US charges Chinese hackers with ‘unprecedented’ attacks on gaming companies
Video games are a billion dollar business and hackers are starting to notice it, the Justice Department warned on Wednesday. The agency announced charges against five Chinese hackers and two Malaysian tech executives tied to a six-year campaign against multiple video game companies.
The five from China – Zhang Haoran, Tan Dailin, Qian Chuan, Fu Qiang and Jiang Lizhi – are allegedly responsible for hacking more than 100 companies, including social networks, telecommunications providers, universities and nonprofits. While these are common targets for nation-state hackers, the attacks on video game companies raise new concerns for the Justice Department.
“Unfortunately, we see this as a new area for hackers to exploit, and it’s a billion dollar industry,” said Michael Sherwin, the acting US attorney for Washington, DC, at a news conference. “There are many coins, tokens and digital currencies in a lot of these online games.”
Video game purchases drive robust sales every month, reaching $ 1.2 billion in July. Fortnite, a free game, generated $ 2.4 billion in revenue from in-game purchases in 2018. For hackers, it’s an industry ripe for profit from cyberattacks.
“This is a new, targeted environment,” said Sherwin, describing the scope and sophistication of these attacks as “unprecedented.”
The hacking campaign began in June 2014 and lasted until August, Justice Department officials said. Video game companies based in the United States, South Korea, Japan and Singapore were affected.
The group of Chinese hackers known to the government as APT 41 are believed to have gained access through a variety of methods, including brute force attacks, spear phishing, and supply chain attacks. Brute force attacks are when hackers guess all possible passwords until something works.
“APT41 has been involved in several high-profile supply chain incidents that often mixed their criminal interest in video games with the espionage operations they conducted on behalf of the state,” said John Hultquist, senior director of analysis at cybersecurity firm FireEye. “For example, they compromised video game distributors to distribute malware that could then be used for follow-up operations.”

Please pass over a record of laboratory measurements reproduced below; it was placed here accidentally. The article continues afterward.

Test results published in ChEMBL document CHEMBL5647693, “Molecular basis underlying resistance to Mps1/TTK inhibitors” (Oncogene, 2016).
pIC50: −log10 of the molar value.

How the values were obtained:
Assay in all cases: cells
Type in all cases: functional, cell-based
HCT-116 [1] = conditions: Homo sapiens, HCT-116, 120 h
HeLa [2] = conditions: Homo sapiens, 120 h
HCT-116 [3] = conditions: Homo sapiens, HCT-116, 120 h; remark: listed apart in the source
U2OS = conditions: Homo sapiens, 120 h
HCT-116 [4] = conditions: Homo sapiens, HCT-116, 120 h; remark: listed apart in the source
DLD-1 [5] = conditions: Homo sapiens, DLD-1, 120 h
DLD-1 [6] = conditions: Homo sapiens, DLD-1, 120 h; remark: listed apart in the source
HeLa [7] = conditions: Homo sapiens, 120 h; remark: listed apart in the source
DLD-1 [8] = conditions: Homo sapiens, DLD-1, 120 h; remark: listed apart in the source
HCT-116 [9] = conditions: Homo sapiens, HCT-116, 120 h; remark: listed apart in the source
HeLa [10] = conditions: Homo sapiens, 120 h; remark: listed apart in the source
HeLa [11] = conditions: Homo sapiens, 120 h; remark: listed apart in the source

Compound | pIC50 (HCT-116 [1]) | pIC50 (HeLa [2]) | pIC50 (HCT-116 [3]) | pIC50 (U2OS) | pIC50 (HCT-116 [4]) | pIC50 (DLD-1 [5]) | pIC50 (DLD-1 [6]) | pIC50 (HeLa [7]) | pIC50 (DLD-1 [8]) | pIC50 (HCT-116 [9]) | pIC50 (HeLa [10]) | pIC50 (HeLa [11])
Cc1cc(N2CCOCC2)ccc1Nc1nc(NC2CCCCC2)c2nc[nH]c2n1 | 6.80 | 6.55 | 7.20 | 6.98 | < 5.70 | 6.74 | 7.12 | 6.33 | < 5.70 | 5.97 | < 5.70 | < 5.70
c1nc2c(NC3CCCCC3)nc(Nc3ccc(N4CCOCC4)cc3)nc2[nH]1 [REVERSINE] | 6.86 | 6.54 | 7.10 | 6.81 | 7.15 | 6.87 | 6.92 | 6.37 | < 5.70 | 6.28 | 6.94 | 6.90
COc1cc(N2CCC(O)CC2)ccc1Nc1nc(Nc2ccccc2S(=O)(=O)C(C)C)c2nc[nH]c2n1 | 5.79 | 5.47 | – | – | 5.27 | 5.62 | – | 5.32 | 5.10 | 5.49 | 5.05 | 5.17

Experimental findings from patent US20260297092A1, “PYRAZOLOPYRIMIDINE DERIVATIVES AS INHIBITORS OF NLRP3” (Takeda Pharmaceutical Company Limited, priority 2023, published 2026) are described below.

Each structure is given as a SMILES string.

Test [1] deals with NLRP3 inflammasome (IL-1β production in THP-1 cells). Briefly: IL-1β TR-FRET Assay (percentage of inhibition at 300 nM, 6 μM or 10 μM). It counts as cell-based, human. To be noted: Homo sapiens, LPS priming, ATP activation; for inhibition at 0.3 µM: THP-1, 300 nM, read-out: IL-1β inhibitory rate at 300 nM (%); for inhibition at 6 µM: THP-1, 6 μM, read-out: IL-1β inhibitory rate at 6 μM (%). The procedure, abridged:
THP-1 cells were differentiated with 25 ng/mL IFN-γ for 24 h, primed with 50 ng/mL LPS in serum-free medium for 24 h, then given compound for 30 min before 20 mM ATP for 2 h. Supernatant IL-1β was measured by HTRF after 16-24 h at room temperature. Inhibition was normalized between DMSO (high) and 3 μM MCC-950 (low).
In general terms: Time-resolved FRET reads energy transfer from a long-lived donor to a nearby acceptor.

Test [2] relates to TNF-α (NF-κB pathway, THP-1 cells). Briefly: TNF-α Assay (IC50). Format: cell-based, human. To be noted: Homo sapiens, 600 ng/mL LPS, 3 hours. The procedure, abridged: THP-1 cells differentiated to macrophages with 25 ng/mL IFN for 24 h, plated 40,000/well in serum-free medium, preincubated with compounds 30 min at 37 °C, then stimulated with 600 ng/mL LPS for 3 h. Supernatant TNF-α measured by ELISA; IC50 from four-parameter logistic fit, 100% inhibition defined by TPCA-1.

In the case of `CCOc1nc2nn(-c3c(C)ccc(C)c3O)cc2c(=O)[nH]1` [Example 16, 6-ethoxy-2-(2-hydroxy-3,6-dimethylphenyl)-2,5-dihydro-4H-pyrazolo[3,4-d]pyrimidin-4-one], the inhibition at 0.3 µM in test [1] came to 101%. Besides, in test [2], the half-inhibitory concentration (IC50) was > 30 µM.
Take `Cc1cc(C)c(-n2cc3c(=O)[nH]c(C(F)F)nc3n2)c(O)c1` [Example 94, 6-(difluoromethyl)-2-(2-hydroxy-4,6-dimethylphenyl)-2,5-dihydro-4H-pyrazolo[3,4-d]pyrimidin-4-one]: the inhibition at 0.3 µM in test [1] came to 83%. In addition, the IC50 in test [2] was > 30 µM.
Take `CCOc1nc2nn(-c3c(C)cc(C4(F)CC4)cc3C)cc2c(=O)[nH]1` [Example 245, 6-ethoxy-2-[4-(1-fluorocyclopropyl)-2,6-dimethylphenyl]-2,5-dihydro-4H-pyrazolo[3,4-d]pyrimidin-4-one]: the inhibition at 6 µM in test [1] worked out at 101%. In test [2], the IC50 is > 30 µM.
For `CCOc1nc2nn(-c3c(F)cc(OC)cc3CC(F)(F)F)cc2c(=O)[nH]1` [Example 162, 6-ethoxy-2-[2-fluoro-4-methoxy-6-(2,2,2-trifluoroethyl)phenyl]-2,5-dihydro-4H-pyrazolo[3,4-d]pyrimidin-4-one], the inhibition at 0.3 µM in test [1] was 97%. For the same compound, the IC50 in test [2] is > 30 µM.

A California-based video game company was injured after the hackers sent an email impersonating a former employee and attached a malware résumé to it, according to court records.
Justice Department officials also noted that the supply chain attacks not only affected video game companies, but reached several companies around the world. The Chinese hackers would compromise the software used by large companies and gain access through malicious backdoors they created, officials said.
Once the hackers had access to a video game company, according to the Justice Department, they modified their databases to generate certain items or virtual currency for themselves, and then sold them through a marketplace called SEA Gamer Mall, a company based in Malaysia.
Its CEO Wong Ong Hua and Chief Product Officer Ling Yang Ching are accused of collaborating with the Chinese hackers to sell the virtual items on their platform. The Malaysian police arrested the two on Monday and the US government is requesting extradition.
The company did not respond to requests for comment.
Prosecutors said Ling had joined a Facebook group that was classified as a black market for one of the hacked games he was using to promote the sale of the virtual items.
It’s unclear how profitable the effort was, but investigators found 3,779,440 in an unknown currency that was transferred to a hacker’s bank account in 2014.
In July 2017, the hackers began targeting games in the US and Europe after finding low income from games in Southeast Asia, according to court documents.
While the attackers had access to the video game company’s internal network, they could always stay one step ahead of their fraud detection. The hackers monitored their protection and often worked on it to continue their campaign, Justice Department officials said.
The hackers had access to 25 million records of names, addresses, password hashes, emails and other personal information of customers.
According to court records, the hackers also used their access to sabotage their competition in selling video games.
Deputy Attorney General Jeffrey Rosen said the agency worked with Google, Microsoft, Facebook, Verizon and other tech companies to stop the hacking campaign. This included shutting down fake sites that were supposed to look like Google and Microsoft logins, and removing VPNs that the hackers used to hide their traces.
“We used every tool available to the department to disrupt these APT 41 activities,” said Rosen.